CHARLES GRAHAM - Goal-line gizmos at last

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AND so football, one of the richest, most popular and passion-inducing sports on the planet, finally shows a willingness to move into a higher-tech era.

It has taken years of campaigning and countless injustices, but the FA announced the other day that as of next season, cameras will be installed on the goal line.

Maybe some folk thought that the game would be better for controversy as fans endlessly argue whether the ball crossed the line or not. But TV evidence, hitherto not pressed into officiating service, is usually irrefutable.

Usually there is a camera in the right place to see things the officials might miss – such as when Frank Lampard had a perfectly good goal disallowed against Germany in the last World Cup.

Sometimes it is less clear cut.

But either way I think the introduction of such kit is long overdue.

I mean football of all sports: a contest which is often decided by a single shot, unlike many other team games which have a greater chance of injustices not mattering so much because scores are much larger.

Yet cameras have been a way of life in the Super League for many a year. Yes, it is a little annoying if the ref stops play while checks are made on tries. But all concerned must surely want the right result in the interests of fairness over a bit of extra game fluidity. You don’t want to lose to a travesty of justice nor should you want to win by default.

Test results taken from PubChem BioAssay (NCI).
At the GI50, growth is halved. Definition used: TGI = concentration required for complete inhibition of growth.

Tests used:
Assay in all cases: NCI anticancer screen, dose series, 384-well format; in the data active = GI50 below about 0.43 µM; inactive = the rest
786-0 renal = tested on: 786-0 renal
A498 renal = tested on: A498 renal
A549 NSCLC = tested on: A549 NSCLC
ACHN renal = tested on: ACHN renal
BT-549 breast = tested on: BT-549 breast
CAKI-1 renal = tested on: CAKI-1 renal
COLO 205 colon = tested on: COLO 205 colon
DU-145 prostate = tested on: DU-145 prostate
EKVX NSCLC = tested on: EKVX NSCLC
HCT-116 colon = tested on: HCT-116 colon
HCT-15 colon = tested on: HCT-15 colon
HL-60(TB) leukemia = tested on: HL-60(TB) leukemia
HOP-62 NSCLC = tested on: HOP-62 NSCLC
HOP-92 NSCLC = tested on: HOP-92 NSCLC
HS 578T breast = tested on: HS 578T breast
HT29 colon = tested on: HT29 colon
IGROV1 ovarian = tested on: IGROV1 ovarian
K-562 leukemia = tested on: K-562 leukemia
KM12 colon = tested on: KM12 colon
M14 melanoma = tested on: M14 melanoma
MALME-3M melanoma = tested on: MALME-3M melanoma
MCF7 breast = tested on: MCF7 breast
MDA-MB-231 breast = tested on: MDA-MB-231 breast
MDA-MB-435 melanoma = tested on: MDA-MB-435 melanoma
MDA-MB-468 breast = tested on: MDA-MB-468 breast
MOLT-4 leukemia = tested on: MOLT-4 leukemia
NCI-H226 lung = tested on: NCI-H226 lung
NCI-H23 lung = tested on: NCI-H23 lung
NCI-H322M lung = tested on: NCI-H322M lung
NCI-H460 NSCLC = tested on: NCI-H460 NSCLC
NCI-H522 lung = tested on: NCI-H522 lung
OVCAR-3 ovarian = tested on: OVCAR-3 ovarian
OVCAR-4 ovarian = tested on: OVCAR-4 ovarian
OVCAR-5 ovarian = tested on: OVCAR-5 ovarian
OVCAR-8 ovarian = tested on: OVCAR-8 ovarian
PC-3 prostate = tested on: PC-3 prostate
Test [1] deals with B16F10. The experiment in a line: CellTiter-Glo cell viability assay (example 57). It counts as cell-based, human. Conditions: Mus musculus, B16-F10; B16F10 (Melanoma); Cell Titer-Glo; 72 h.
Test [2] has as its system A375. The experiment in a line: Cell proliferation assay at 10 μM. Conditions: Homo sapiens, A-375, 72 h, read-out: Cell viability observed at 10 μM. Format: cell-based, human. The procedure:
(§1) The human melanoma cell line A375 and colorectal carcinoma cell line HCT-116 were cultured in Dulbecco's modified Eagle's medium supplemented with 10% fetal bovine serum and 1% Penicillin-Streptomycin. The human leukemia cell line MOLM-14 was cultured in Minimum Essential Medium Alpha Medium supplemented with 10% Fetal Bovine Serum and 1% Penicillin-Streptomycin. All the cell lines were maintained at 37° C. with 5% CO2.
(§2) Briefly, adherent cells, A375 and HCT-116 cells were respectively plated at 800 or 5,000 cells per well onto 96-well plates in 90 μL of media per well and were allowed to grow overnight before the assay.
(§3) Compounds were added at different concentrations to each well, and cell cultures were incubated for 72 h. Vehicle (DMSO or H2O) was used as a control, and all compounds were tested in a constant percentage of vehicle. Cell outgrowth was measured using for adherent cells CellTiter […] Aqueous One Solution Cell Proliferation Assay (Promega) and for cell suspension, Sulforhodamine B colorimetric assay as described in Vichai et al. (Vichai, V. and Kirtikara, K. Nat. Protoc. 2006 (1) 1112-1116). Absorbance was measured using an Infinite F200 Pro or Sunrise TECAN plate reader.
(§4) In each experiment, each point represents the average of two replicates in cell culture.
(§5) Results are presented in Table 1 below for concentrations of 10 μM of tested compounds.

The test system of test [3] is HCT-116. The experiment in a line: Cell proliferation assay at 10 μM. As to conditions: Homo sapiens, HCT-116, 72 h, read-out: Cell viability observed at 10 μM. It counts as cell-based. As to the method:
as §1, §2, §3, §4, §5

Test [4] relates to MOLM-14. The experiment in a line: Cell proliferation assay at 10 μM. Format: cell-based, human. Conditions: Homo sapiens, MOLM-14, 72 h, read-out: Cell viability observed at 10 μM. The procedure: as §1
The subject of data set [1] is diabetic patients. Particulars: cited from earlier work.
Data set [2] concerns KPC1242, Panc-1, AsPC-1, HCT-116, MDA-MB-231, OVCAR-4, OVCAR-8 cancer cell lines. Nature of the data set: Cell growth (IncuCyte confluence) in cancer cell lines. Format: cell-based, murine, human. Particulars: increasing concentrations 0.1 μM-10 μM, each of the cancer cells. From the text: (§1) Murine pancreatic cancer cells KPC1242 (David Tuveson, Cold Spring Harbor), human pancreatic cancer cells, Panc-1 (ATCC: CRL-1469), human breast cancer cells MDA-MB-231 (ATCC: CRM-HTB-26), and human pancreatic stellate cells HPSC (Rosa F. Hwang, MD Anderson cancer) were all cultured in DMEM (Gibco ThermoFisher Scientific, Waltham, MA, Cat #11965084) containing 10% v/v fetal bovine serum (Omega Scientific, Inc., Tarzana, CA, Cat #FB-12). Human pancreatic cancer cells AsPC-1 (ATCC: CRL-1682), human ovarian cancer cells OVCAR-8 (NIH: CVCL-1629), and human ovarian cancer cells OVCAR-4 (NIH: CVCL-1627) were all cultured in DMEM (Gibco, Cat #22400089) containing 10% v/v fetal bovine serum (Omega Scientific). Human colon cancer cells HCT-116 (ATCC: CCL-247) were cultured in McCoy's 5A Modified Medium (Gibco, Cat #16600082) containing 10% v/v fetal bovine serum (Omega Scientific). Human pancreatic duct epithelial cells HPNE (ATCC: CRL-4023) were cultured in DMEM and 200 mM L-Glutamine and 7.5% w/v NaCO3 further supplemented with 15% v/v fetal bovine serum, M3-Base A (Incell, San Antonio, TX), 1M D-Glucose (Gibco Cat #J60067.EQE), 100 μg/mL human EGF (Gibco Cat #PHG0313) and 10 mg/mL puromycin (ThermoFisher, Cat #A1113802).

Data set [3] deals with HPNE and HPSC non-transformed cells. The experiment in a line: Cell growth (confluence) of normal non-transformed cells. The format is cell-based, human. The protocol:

Tennis had a machine that detected foul serves 30 years ago and now benefits from Hawkeye. Think on how many officials you already have in a tennis match between just two players on a small court - and still they felt a need for technological aid. And yet until now a match involving 22 people on a much larger football pitch was deemed suitable only to need three officials.

Given the amount of grief that the referee and their assistants get from fans who think they’ve made a wrong call, you would think they would be as glad as anyone for a bit of technical support rather than believing that it undermined their authority.

I look forward now to the international authorities’ following the FA’s example at the next World Cup.